A bunch of Canadian showrunners sat down with the Globe & Mail newspaper and shared their worry that they are becoming a dying breed in the TV biz in the Great White North:
They see production companies and network executives interfering endlessly and pointlessly in the direction of certain shows. They say that a series might begin as a drama with occasional moments of comedy, and then, thanks to battles and conniptions in distant offices, by the fifth episode the series has morphed into a comedy.
They worry that hardly anybody in the industry, apart from themselves, understands what the term "showrunner" means (a senior writer with some executive responsibilities). They point out that the best television in recent years – The Sopranos, Six Feet Under, Mad Men, The Shield and, in Canada, Intelligence, have been driven by writers who control almost every aspect of a production, but in Canada a writer is almost never allowed to follow through on a storytelling vision.
That may be why so much Canadian TV is — to be blunt — plodding and dull. Or, as a Canadian commentator put it back in 2003…
Why can't Canadians make a decent cop show? It's not as if they don't have examples to copy. You can't turn on the television without finding a cop show on somewhere. […]Like most Canadian TV dramas, Cold Squad is directed as if it were a stage play. The actors emote as if they were trying to make sure buddy in the back row can follow the play. To buddy on the couch, though, the overacting is just annoying.
[On Canadian cop shows] the characters are usually less than persuasive, for example. The characters on Blue Murder articulate as if they were playing Shakespeare.
[…]The actors of course are not helped by scripts which often seem to have been written by people who've been living in monasteries since birth – monasteries with vows of silence, too. The dialogue and situations are often artificial and beyond any help the actors can give them. Canadian scripts also tend to be short on action and plot twists, preferring long, long over-explained scenes.
I couldn't agree more, at least based on the Canadian dramas that I've seen.
I've produced two U.S. series in Canada — COBRA in Vancouver and MISSING in Toronto — so I've watched a lot of Canadian TV while looking for directors, production designers, and actors. It's no secret why Canadian TV series aren't as marketable or popular worldwide as U.S. or U.K. crime dramas. It's because they are bland, devoid of strong conflicts, sharply-drawn characters and compelling narrative drive. They just can't compete against U.S. or U.K. drama on any level.
I know that's a broad and very unfair generalization, and that there may be Canadian shows that are terrific…but I haven't seen one yet. On the other hand, I've seen a LOT of fantastic British crime dramas, though. It's not that Canada doesn't have the writing talent…it does…but I suspect that their best TV writers head to the U.S. as soon as they possibly can (at least that's what I've been told by my friends toiling in Canadian TV). The Globe & Mail worries about that, too:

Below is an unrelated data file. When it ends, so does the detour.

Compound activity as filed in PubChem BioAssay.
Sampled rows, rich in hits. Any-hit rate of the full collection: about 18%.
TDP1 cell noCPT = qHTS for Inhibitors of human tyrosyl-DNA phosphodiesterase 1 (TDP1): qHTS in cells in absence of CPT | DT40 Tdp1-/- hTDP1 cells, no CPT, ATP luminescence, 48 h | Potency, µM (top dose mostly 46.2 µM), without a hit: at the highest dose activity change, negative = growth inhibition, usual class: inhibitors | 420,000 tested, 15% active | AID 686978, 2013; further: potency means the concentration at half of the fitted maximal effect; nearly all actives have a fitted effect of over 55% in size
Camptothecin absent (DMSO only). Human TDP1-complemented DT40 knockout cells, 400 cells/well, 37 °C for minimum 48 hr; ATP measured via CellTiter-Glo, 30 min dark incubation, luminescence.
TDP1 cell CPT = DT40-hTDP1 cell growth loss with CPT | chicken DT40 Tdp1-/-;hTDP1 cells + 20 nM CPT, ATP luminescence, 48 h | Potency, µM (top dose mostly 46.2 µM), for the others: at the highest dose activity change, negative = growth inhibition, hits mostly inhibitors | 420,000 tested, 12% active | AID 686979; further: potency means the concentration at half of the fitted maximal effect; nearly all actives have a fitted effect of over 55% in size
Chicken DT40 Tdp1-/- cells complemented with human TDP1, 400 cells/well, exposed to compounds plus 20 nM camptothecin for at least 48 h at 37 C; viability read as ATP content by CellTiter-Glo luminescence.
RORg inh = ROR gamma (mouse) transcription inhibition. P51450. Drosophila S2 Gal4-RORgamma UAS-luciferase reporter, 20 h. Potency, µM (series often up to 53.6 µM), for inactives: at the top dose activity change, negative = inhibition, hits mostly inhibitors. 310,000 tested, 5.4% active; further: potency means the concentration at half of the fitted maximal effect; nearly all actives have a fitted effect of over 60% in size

What I take away is that they want to stay, to live and write on the
West Coast, and tell their stories there. Given their worries and
horror stories, I fear that, sooner rather than later many will be in
on the West Coast, but in Los Angeles, and they won't be telling
Back when I was a writer on MURPHY'S LAW, which we shot up in Vancouver in 1989, I endured some episodes of STREET LEGAL, a wanna-be L.A. LAW that was the "crown jewel" of Canadian TV at the time. It was a series that seemed utterly devoid of conflict. There were shampoo commercials with more gripping storylines and more at stake for their characters. I couldn't understand how anyone could write a TV show that was so bland…or why anyone would want to watch it.
NIGHT HEAT, made around the same time, managed to make TJ HOOKER look like NYPD BLUE by comparison. MOM PI, TRADERS, DANGER BAY, NEON RIDER, NORTH OF 60, ENG, and DIAMONDS, while not all cop shows, I recall as being mind-numbingly dull.
I've been told many times that DAVINCI'S INQUEST is the best cop show ever made on Canadian TV. I've only seen some early episodes of the series, and one episode of the DAVINCI'S CITY HALL sequel series, and if that is the crown jewel of Canadian crime drama today, it's not saying much for the genre up there.
More recent Canadian cop shows like BLUE MURDER and COLD SQUAD were unbearably ponderous, musty and flat, not even remotely in the same league as U.S. or U.K. dramas. Simply compare COLD SQUAD to the similarly-themed U.S. series COLD CASE or the U.K's WAKING THE DEAD and you'll see what I mean…or compare the Canadian MURDOCK MYSTERIES to the U.K.'s INSPECTOR MORSE, REBUS, or LEWIS. The Canadian stuff feels desaturated, sanitized of color, emotion, drama and energy.
To be fair, I haven't seen INTELLIGENCE, FLASHPOINT or THE BORDER — but I have heard
very good things about them. They may represent a significant
turning point in Canadian episodic crime dramas. I certainly hope so.
Perhaps the problems with Canadian episodic drama all comes down an unwillingness by Canadian networks to commit to the showrunner system, to allow writers with a strong, consistent, artistic vision to run their series. If so, it's a damn shame.